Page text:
God bless you!, or Bless you!, is a common polite English response we offer when someone near us sneezes. Sometimes we hear someone say, Gesundheit, which means to your health, the German equivalent used by many people, some of whom may not even know the German language. Why do we have a polite predictable response when someone sneezes? We don’t make a polite comment when someone belches, coughs, hiccups, wheezes, and makes other sounds. Calling attention to those sounds usually brings further embarrassment.
The origin of this polite blessing, God bless you, is not known and there are several legends. One legend suggests that it was originated by Pope Gregory I in 590 AD during an outbreak of bubonic plague. At that time, sneezing was thought to be an early symptom of the plague, and offering a blessing, “God bless you!”, became a effort to halt the disease. The act of sneezing was once considered sacred. The Romans considered the sneeze to be a sign of good health. Since it arose from the lungs, an organ they considered divine, Romans often greeted the sneeze with the phrase “Live long.”
What does it mean to you when you sneeze and someone says, God bless you!? I am always grateful because it covers an awkward moment in a conversation that I interrupted with a sneeze. I tend to sneeze three times, and when I do, it is understood that the sneezing is over because I have been blessed three times, a trinity of sorts. It usually means that I am coming down with a cold or am allergic to someone’s perfume. In the Seinfeld episode “The Good Samaritan,” Jerry pokes fun at the “God bless you” reflex, and recommends that the compliment, You are so good looking!, would be a more meaningful to the sneezer.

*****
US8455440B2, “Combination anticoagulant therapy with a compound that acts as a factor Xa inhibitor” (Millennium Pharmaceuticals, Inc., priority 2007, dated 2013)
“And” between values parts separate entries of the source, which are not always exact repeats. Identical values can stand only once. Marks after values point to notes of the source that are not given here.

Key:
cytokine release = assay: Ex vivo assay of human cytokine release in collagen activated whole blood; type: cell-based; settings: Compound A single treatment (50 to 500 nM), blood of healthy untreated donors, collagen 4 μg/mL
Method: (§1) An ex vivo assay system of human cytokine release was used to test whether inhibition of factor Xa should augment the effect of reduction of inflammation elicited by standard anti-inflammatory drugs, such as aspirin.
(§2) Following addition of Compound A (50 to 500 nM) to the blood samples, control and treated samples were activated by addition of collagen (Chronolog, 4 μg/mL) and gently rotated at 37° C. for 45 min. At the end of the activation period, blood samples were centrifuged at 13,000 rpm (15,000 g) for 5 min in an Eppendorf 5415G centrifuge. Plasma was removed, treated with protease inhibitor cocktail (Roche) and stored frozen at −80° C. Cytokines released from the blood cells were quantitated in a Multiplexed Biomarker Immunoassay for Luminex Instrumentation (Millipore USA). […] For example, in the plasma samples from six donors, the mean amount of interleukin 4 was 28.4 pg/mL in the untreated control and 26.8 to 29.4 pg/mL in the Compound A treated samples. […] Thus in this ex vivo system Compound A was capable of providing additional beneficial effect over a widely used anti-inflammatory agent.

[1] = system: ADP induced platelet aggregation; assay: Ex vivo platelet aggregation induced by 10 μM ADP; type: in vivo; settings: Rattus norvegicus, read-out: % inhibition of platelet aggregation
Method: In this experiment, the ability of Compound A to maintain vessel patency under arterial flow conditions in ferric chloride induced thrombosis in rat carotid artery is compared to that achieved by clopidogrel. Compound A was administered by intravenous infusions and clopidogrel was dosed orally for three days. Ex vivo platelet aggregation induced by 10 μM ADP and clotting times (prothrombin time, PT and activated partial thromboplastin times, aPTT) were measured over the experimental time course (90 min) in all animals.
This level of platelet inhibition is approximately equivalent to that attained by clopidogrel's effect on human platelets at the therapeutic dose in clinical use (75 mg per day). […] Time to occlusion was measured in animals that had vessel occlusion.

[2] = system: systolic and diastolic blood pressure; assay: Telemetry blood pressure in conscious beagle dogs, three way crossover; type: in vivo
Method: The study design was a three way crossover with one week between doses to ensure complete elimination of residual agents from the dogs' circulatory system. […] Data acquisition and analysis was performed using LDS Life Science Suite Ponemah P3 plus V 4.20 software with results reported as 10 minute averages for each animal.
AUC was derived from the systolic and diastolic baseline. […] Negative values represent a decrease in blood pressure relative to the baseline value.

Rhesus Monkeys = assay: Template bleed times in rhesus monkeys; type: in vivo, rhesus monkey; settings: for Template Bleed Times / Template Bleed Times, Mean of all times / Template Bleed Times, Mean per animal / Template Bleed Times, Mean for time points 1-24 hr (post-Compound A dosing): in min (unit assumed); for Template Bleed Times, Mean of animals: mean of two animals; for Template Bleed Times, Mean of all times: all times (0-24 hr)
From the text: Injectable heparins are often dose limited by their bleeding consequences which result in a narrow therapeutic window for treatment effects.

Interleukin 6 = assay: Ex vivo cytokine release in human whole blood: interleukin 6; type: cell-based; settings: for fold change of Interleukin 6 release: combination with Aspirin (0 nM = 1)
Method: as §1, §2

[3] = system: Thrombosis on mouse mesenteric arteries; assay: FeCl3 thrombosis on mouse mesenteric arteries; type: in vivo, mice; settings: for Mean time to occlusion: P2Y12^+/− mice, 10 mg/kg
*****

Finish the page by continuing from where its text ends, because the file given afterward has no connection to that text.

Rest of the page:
I came across a recent study that revealed the correlation between sneezing and intercessory prayer. I had never before thought that saying or hearing, God bless you, is a form of intercessory prayer. Studies have shown that intercessory prayer offered by others, or for one’s self, provides a positive preoperative attitude that aids in recovery. Saying, God bless you, or other caring words when someone sneezes or appears ill or upset or worried, apparently makes them feel better knowing that you and God care about their well-being. Saying, God bless you, is your prayer for their lives and their health. We can pray for ourselves, too. So if you sneeze and are alone, say, God bless me!, and your day, or your life, may improve. Amen
I recall how to respond when a child sneezed three times. First sneeze, “God Bless You”, second sneeze, “God save you”, and after the third sneeze, “God help you to be a good boy or girl.” I believe it’s correlates the interjection of the Trinity for good health.
A student in California was punished by a teacher for saying God Bless You to someone in class who sneezed. He claimed because sneezing meant expelling bad spirits why they’d say that after doesn’t apply no more. The teachers should keep his religious opinions to himself. If he has a problem with that he should go back and read the constitution, particularly the first Amendment and why they put this in place to prevent dictatorship. If the student was disrespectful that different and he had clear rules preventing him to single out someone. I’ll be watching my grandiose teachers after this.